Psychotherapy for Stress
Stress is something that we all suffer from at one time or another during our lives. It can be triggered by external pressures such as work difficulties (which is the largest cause of stress today), relationship problems, bereavement, illness and bullying. It can manifest itself as sleeplessness, tearfulness, anger and depression.
Long term stress can eventually be physically damaging such as raised blood pressure leading to heart problems. According to statistics from the BACP (British Association for Counselling and Psychotherapy), 55% of us say we have been depressed, 59% anxious and 70% stresses and 31 million anti depressants prescriptions are written a year.
Yet only 20% have therapy or psychotherapy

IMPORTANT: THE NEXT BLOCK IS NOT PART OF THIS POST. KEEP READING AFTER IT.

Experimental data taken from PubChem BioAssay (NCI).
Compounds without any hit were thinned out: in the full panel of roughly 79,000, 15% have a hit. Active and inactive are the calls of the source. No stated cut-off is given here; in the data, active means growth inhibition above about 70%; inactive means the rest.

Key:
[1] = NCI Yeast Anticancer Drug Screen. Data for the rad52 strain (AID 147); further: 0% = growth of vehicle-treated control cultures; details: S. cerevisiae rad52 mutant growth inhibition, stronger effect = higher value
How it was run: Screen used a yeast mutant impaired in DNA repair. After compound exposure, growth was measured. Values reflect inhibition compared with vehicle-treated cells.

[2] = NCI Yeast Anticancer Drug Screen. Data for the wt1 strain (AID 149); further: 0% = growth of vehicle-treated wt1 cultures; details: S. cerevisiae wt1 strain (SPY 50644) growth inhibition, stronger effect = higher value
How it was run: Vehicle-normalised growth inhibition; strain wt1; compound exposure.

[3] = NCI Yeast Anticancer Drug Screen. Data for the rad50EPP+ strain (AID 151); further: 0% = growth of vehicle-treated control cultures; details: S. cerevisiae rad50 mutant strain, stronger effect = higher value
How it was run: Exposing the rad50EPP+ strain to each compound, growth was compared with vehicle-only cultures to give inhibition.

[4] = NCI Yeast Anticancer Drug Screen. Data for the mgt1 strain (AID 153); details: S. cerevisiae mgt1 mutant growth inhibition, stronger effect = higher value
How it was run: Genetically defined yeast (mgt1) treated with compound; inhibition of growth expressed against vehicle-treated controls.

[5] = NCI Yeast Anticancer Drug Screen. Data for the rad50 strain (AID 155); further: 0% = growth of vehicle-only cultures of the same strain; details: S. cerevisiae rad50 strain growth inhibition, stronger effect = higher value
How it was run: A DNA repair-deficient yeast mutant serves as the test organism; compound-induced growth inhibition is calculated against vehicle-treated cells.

The way life is structured today seems to lend itself to causing stress: Pressure to balance busy work and home lives; pressure to look great and to be successful; divided families; and fewer close supportive networks. Adding the current financial difficulties means that we sometimes need to turn to someone outside all of this for help and support. Bottling up worries and stresses for fear of seeming weak, or ‘bothering’ people or maybe because there is a feeling that no one is really interested, only compounds the situation.
At the very least, a therapist – a psychotherapy counsellor – is a neutral person to whom you can off-load. But so much more can be gained by an exploration into other thoughts and fears that may lie behind the stress trigger that can lead to a better understanding of yourself and why you react the way you do. Future stressful situations can then feel less daunting and more controllable.
Those with stress may need to be encouraged to talk to therapists. We at Cavendish Psychotherapy in London are trained to listen and we would hope to hear from anyone with anxieties, with a view to being able to explore their stress .